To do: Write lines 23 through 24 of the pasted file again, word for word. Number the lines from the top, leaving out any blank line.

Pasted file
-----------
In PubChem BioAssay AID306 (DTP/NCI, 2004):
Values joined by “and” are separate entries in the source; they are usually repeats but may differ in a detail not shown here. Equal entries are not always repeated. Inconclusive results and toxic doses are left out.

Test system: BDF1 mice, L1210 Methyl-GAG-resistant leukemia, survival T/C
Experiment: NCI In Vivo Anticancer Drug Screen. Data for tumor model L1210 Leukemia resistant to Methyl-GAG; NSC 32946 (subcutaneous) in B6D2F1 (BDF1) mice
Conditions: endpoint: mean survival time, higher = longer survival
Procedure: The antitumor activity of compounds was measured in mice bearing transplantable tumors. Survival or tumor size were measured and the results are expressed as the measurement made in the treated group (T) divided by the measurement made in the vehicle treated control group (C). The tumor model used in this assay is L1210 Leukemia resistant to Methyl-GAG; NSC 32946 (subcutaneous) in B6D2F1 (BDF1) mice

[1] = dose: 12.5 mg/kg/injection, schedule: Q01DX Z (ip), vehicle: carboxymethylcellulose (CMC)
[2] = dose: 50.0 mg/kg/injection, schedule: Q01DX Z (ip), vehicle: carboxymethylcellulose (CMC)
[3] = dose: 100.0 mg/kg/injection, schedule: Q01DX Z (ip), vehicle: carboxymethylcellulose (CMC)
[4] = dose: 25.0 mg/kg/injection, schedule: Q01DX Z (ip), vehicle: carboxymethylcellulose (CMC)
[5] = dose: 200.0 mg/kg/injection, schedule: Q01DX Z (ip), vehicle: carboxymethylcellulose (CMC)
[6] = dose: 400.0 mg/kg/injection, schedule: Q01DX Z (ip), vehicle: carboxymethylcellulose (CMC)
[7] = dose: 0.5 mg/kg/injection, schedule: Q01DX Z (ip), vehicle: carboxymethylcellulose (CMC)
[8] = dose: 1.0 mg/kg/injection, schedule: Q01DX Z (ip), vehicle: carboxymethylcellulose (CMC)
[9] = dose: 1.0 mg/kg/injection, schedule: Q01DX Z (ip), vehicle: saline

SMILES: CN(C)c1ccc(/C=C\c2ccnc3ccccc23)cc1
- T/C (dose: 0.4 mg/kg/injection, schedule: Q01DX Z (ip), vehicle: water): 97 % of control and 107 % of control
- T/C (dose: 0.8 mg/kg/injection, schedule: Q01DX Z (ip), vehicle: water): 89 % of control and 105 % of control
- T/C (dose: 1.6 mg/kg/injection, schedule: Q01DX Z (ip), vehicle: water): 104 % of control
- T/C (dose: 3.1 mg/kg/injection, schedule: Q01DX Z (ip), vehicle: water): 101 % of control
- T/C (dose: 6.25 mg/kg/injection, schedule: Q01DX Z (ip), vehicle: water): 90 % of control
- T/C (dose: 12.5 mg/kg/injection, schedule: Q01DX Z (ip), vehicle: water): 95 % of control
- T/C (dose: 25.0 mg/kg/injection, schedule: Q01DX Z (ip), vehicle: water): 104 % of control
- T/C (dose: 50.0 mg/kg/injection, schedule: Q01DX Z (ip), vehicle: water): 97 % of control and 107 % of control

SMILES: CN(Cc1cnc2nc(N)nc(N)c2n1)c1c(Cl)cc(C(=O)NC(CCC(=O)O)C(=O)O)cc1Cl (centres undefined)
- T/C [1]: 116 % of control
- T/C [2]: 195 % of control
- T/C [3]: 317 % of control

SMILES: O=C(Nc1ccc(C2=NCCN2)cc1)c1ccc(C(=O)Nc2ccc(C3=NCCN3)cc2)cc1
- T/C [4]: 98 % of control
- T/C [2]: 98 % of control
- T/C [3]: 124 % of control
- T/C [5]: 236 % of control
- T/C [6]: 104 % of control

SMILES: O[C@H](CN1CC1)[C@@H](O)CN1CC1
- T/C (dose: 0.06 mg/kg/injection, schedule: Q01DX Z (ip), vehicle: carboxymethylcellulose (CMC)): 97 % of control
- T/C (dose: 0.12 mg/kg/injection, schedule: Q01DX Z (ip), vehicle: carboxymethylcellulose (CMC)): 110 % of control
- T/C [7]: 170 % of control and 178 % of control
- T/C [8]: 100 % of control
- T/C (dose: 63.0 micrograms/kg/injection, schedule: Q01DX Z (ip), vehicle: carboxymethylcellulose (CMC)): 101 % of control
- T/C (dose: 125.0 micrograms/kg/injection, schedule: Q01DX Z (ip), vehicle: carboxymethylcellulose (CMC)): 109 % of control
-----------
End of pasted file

- T/C (dose: 25.0 mg/kg/injection, schedule: Q01DX Z (ip), vehicle: water): 104 % of control
- T/C (dose: 50.0 mg/kg/injection, schedule: Q01DX Z (ip), vehicle: water): 97 % of control and 107 % of control